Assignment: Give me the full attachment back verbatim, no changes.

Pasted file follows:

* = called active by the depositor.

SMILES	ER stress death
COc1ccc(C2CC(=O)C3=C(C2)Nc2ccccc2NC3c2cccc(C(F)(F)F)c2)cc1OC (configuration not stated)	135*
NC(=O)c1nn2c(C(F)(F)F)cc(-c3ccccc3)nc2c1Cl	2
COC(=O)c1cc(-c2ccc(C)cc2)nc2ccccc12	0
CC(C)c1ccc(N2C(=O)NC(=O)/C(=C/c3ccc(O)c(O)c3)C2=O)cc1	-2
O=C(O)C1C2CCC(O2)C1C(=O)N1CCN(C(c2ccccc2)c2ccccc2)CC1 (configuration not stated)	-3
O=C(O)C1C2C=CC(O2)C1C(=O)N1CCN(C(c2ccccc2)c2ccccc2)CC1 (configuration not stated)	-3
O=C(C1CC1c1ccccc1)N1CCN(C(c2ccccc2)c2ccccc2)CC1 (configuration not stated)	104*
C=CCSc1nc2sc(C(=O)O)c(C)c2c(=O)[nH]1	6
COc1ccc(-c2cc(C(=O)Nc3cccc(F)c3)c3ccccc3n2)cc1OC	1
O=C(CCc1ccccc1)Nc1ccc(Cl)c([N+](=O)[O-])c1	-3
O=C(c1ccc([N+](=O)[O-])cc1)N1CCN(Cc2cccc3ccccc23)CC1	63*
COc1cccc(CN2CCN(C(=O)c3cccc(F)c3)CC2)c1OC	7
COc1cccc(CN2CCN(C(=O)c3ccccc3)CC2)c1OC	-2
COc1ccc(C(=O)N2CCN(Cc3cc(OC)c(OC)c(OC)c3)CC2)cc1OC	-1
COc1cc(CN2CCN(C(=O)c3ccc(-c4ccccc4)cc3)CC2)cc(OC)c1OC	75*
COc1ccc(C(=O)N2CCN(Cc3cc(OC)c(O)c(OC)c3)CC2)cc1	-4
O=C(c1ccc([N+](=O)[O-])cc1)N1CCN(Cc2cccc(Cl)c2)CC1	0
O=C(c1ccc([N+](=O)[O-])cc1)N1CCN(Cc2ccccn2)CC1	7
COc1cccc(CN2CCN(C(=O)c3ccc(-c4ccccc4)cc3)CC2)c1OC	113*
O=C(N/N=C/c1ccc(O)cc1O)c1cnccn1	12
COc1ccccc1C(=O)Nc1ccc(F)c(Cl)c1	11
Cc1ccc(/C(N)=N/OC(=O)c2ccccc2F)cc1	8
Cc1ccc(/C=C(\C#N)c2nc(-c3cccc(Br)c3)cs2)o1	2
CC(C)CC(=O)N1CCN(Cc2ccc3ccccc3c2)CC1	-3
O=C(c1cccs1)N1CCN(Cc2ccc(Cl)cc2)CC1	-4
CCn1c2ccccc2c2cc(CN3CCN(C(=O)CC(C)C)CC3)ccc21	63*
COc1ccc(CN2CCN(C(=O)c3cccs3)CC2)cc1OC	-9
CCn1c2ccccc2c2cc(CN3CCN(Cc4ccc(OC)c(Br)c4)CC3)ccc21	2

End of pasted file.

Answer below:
* = called active by the depositor.

SMILES	ER stress death
COc1ccc(C2CC(=O)C3=C(C2)Nc2ccccc2NC3c2cccc(C(F)(F)F)c2)cc1OC (configuration not stated)	135*
NC(=O)c1nn2c(C(F)(F)F)cc(-c3ccccc3)nc2c1Cl	2
COC(=O)c1cc(-c2ccc(C)cc2)nc2ccccc12	0
CC(C)c1ccc(N2C(=O)NC(=O)/C(=C/c3ccc(O)c(O)c3)C2=O)cc1	-2
O=C(O)C1C2CCC(O2)C1C(=O)N1CCN(C(c2ccccc2)c2ccccc2)CC1 (configuration not stated)	-3
O=C(O)C1C2C=CC(O2)C1C(=O)N1CCN(C(c2ccccc2)c2ccccc2)CC1 (configuration not stated)	-3
O=C(C1CC1c1ccccc1)N1CCN(C(c2ccccc2)c2ccccc2)CC1 (configuration not stated)	104*
C=CCSc1nc2sc(C(=O)O)c(C)c2c(=O)[nH]1	6
COc1ccc(-c2cc(C(=O)Nc3cccc(F)c3)c3ccccc3n2)cc1OC	1
O=C(CCc1ccccc1)Nc1ccc(Cl)c([N+](=O)[O-])c1	-3
O=C(c1ccc([N+](=O)[O-])cc1)N1CCN(Cc2cccc3ccccc23)CC1	63*
COc1cccc(CN2CCN(C(=O)c3cccc(F)c3)CC2)c1OC	7
COc1cccc(CN2CCN(C(=O)c3ccccc3)CC2)c1OC	-2
COc1ccc(C(=O)N2CCN(Cc3cc(OC)c(OC)c(OC)c3)CC2)cc1OC	-1
COc1cc(CN2CCN(C(=O)c3ccc(-c4ccccc4)cc3)CC2)cc(OC)c1OC	75*
COc1ccc(C(=O)N2CCN(Cc3cc(OC)c(O)c(OC)c3)CC2)cc1	-4
O=C(c1ccc([N+](=O)[O-])cc1)N1CCN(Cc2cccc(Cl)c2)CC1	0
O=C(c1ccc([N+](=O)[O-])cc1)N1CCN(Cc2ccccn2)CC1	7
COc1cccc(CN2CCN(C(=O)c3ccc(-c4ccccc4)cc3)CC2)c1OC	113*
O=C(N/N=C/c1ccc(O)cc1O)c1cnccn1	12
COc1ccccc1C(=O)Nc1ccc(F)c(Cl)c1	11
Cc1ccc(/C(N)=N/OC(=O)c2ccccc2F)cc1	8
Cc1ccc(/C=C(\C#N)c2nc(-c3cccc(Br)c3)cs2)o1	2
CC(C)CC(=O)N1CCN(Cc2ccc3ccccc3c2)CC1	-3
O=C(c1cccs1)N1CCN(Cc2ccc(Cl)cc2)CC1	-4
CCn1c2ccccc2c2cc(CN3CCN(C(=O)CC(C)C)CC3)ccc21	63*
COc1ccc(CN2CCN(C(=O)c3cccs3)CC2)cc1OC	-9
CCn1c2ccccc2c2cc(CN3CCN(Cc4ccc(OC)c(Br)c4)CC3)ccc21	2